Good and evil, long at war; the feeble things of this world chosen to confound the great and the foolish to confound the wise; God in his heaven and the great enemy coming against his creatures; the horrid lure of sin and the beautiful agony of faithfulness; the sorrow of loneliness and the sweet ache of love; the agonizing distance of God in trouble and his provision of bewildering aid – these all writ large in the lives of simple animals. This is The Book of the Dun Cow.
I had never heard of Walter Wangerin Jr. until Kevin DeYoung recommended this book at the end of last year. I now intend to read every book in Wangerin’s oeuvre. This book was that good.
In those days, when the animals could both speek and understand speech, the world was round as it is today. It encountered the four seasons, endured night, rejoiced in the day, offered waking and sleeping, hurt, anger, love, and peace to all of the creatures who dwelt upon it—as it does today. Birth happened, lives were lived out upon the face of it, and then death followed. These things were no different from the way they are today. But yet some things were very different.
For in those days the earth was still fixed in the absolute center of the universe. It had not yet been cracked loose from that holy place, to be sent whirling—wild, helpless, and ignorant—among the blind stars.
Wangerin is a good writer. His prose may surprise you, though; it is old-fashioned. Not in the sense of difficult-to-follow, but rather in the way it rejects the journalistic prose so fashionable in most modern fiction. He is not wordy or pedantic; it is just that he is enchanted with words, and seems determined in the best way to enchant the reader with them, too. The narrative voice is perhaps the most surprising: Wangerin happily employs an omniscient third person narrator, and does it well.
The plot is simple and the characters equally so, at least at first blush. As the pages unfold, though, both plot and characters unveil considerable resonance and depth. The characters remain simple, but they are neither flat nor static. Likewise, the plot is never complex, but it takes shape as something more akin to mythology than mere adventure.
Though Wangerin is writing in a genre near that of Lewis’ The Chronicles of Narnia, with his talking animals and fantastical world, the kinship with Tolkien is equally apparent. There is an intentional sense of mythic proportion to the events as they unfold. The omniscient narrator, the soaring language, the clearly explained antiquity of the setting: all evoke that same sense of ancient grandeur and mythological scale that Tolkien carried off so well.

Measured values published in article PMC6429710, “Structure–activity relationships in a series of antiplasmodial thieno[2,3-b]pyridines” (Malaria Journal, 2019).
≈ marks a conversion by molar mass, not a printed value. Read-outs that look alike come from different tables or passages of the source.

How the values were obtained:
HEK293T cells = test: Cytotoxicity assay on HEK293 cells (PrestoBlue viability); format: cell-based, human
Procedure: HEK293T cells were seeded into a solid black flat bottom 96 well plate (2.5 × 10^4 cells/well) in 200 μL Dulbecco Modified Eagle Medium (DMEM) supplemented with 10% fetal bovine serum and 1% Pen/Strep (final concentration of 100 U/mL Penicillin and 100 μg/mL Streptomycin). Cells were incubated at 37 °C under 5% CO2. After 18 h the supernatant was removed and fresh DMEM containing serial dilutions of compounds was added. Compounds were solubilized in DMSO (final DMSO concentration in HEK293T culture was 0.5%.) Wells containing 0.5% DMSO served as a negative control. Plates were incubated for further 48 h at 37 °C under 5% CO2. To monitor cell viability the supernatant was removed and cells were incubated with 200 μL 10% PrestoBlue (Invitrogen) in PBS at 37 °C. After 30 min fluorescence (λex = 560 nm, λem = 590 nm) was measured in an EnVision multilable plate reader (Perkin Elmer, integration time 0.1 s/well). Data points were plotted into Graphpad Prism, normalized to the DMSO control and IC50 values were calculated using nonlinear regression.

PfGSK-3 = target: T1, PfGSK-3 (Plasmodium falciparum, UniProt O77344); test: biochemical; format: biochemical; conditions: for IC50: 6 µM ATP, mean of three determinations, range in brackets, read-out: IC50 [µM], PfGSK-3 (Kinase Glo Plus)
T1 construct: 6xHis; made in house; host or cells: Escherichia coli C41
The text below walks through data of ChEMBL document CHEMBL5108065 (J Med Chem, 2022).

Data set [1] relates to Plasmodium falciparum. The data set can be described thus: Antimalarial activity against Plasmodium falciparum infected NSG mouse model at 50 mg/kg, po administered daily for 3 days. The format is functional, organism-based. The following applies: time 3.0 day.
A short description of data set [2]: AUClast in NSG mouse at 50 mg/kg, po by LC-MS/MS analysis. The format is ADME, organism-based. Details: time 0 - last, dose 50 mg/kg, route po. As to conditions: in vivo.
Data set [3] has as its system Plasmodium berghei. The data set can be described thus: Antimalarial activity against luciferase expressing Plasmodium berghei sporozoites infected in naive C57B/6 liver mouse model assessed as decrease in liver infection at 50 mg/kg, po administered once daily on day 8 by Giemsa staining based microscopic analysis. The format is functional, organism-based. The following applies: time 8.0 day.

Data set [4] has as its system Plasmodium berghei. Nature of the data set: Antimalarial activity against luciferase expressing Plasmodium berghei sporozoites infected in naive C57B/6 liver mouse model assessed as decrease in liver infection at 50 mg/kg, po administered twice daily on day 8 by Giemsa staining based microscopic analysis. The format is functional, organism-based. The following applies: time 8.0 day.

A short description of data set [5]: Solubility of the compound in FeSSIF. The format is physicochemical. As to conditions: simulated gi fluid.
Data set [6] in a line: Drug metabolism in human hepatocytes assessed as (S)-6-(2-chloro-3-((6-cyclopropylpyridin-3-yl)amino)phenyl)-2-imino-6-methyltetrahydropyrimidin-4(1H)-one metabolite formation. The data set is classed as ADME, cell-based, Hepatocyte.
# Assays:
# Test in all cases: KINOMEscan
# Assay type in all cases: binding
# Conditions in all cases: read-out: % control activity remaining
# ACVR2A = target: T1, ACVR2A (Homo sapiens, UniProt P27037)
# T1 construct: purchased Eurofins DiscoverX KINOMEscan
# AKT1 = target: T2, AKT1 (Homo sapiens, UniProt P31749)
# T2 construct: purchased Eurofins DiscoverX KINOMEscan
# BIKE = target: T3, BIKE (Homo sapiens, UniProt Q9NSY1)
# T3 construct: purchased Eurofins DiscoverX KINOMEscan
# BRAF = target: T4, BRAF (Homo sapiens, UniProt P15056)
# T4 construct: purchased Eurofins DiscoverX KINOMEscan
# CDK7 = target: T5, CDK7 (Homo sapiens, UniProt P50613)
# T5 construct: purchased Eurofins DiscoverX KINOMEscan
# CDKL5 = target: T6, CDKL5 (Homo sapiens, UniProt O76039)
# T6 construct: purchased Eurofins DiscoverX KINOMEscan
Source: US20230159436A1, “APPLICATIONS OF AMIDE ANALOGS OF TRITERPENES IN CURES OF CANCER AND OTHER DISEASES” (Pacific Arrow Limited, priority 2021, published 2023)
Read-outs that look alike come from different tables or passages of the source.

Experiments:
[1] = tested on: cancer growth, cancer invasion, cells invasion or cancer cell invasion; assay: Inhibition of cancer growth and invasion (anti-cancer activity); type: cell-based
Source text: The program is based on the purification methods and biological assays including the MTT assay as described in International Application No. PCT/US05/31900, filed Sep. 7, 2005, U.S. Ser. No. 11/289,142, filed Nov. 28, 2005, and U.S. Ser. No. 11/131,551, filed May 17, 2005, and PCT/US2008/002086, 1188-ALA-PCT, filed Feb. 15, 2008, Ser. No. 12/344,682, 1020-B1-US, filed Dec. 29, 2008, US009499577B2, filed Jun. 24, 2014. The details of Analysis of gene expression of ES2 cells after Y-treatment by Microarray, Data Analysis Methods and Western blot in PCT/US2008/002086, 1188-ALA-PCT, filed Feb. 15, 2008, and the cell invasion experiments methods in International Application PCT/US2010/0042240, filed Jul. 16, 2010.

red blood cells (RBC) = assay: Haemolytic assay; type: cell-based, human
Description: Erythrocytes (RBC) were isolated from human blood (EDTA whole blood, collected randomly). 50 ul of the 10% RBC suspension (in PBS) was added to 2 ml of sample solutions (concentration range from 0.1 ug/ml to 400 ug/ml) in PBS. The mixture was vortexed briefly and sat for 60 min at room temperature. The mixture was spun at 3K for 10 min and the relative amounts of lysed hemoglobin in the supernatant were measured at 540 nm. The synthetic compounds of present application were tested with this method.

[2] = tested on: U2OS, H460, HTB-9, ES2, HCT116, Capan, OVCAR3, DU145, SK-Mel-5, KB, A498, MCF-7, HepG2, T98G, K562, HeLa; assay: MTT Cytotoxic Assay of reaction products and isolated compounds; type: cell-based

Behind them all – Tolkien, Lewis, and Wangerin – stands the great tradition of English poets and storytellers. (Wangerin explicitly points to Chaucer in his afterword.)
Many modern novelists seem to have forgotten that their predecessors who truly excelled were nearly always lovers of the literature of the past. If people today cannot muster the profundity or power of language that Chesterton did, it is at least partly because they are not reading the books he did. How many of us read any Chaucer at all in school? And how many of us learned to love him, or John Donne, or Milton, or even Shakespeare? Truly great writing is born of truly great reading.
This is one half of the slow death of truly wonderful – that is, wonder-inducing – writing. Journalistic sensibilities have pushed novelists toward the urgent, the now, and left behind the past, even as they have murdered passionate prose in the name of brevity. Wangerin deftly dodges this other half, too: he values the power and glory of words as well as their utility.
Too many novelists treat words as nothing more than their meanings, shorn of any hint of power – a notion that the book’s plot rejects just as firmly as Wangerin’s prose does, and rightly so. When Hemingway and others decried wordiness, it was not because they were opposed to length itself length itself, or space given over for pure beauty. It was precisely because they recognized the power of a word well chosen. Equally, if every page is overflowing with words, they lose their impact. But every really great writer is willing to stop at times and simply let the beauty and power of language carry the book to heights greater than the mere transfer of information. The difference between a great writer and a merely good one, is this: the great one knows both that words have beauty to revel in, and that too many words drown the reader.
A final thought: The Book of the Dun Cow stirred my soul. It reminded me that we fight evil outside us, but that we must fight temptation and despair within just as fiercly. It reminded me that God’s ways are not mine. It reminded me that words have power and that choices in the dark have consequences in the light. It did all this without ever, ever preaching.
In his afterword, Wangerin spells out an aversion to allegory that sounds much like a similar explanation penned by Tolkien a quarter century earlier. Neither of them approved of stories that could be reduced to meaning – as Wangerin puts it, “This means that.” Many Christian authors would be well served by Wangerin’s pointed reminder:
Should I, the author, ever state in uncertain terms what my book means, it would cease to be a living thing; it would cease to be the novel it might have been, and would rather become an illustration of some defining, delimiting concept. Sermons do that well and right properly. Novels in which the themes demand intellectual attention can only be novels in spite of these didactic interruptions.
He is absolutely right, of course. Sermonizing is appropriate in a pulpit, but never in a novel. The Book of the Dun Cow was like a breath of fresh air after a week in Los Angeles – desperately beautiful. Would that there were more such books. I commend it to you.